- Government says Muslim practice of triple talaq must end
- Online questionnaire asks for public response
- Muslim decision-making body says this violates religious freedom
Here is your 10-point guide to this big controversy:
The government last week told the Supreme Court that it wants to end triple talaq, which allows Muslim men to divorce their wives by saying "talaq" three times.
A questionnaire posted online seeks the public's response to whether a uniform civil code should be introduced in India.
What this means is that Muslims and other minorities, like Christians and Parsis, would lose their existing right to apply their own civil code or laws for family matters including marriage, divorce and inheritance.
This is illegal, says the All India Muslim Personal Law Board (AIMPLB), which has told the Supreme Court that any intervention in its family law amounts to violating the Muslim community's fundamental rights.
The questionnaire soliciting public opinion on "all possible models and templates of a common civil code" has been placed online by the National Law Commission, which advises the government on legal reform.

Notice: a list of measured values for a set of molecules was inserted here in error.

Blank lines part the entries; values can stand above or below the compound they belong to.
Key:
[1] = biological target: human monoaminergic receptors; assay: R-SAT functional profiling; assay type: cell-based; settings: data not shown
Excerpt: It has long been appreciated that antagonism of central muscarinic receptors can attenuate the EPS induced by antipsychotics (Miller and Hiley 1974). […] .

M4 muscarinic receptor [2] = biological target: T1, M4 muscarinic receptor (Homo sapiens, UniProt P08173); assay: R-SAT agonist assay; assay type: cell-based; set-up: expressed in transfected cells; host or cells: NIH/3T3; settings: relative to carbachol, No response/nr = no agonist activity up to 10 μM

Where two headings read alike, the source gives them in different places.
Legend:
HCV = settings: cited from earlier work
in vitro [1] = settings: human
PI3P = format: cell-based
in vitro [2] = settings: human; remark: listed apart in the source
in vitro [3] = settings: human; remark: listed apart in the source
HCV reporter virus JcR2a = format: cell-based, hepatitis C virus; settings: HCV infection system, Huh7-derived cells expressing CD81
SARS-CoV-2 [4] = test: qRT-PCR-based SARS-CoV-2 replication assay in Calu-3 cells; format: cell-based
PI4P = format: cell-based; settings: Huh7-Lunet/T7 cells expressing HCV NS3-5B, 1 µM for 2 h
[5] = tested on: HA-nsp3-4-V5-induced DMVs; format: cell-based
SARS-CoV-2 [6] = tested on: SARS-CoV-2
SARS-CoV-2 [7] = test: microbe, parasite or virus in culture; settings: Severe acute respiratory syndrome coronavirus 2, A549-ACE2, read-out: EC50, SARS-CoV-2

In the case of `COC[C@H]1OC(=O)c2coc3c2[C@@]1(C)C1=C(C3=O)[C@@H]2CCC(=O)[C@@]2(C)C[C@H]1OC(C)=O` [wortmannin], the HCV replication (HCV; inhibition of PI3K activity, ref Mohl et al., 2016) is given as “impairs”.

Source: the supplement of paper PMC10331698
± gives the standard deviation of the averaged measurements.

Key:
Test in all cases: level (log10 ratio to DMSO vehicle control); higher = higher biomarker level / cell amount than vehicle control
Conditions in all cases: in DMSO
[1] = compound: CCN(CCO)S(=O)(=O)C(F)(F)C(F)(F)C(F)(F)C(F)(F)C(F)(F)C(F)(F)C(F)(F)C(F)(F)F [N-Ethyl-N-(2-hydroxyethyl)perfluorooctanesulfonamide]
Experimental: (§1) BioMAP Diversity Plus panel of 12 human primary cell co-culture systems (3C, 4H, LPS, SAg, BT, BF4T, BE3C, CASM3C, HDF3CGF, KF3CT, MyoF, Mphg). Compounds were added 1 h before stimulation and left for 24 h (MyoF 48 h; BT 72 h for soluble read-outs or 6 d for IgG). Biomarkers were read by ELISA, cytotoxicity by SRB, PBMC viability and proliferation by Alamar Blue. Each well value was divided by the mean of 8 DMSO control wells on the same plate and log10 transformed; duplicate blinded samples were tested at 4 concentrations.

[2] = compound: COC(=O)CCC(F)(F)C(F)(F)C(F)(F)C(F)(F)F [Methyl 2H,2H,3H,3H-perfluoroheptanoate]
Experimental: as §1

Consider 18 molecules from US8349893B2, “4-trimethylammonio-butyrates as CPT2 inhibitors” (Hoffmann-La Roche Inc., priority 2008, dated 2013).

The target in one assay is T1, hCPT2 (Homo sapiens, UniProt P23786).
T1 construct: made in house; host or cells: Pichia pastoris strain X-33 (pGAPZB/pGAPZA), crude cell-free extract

"We don't want to force any majority view on minorities," said the body's top boss, Justice BS Chauhan to NDTV. "We are here to find out the will of the people. We have put the questionnaire in the public domain so that stake holders may respond."
People can offer their feedback, but the Muslim Personal Law Board says it will boycott the questionnaire, which, it claims, proves that the law commission works as "an agent of the government" instead of as an independent body.
The government has said that triple talaq violates the right to equality of women, as well as their dignity, and "has no place in a secular country."
The petition being considered by the Supreme Court also seeks an end to polygamy and 'halala', which mandates that if a woman wants to go back to her husband after a divorce, she must first consummate her marriage with another man.
Women's rights activists have long called for reform of the Muslim personal law which they say discriminates against women. What they want instead is a well-defined law that criminalises polygamy, unilateral divorce and child marriage.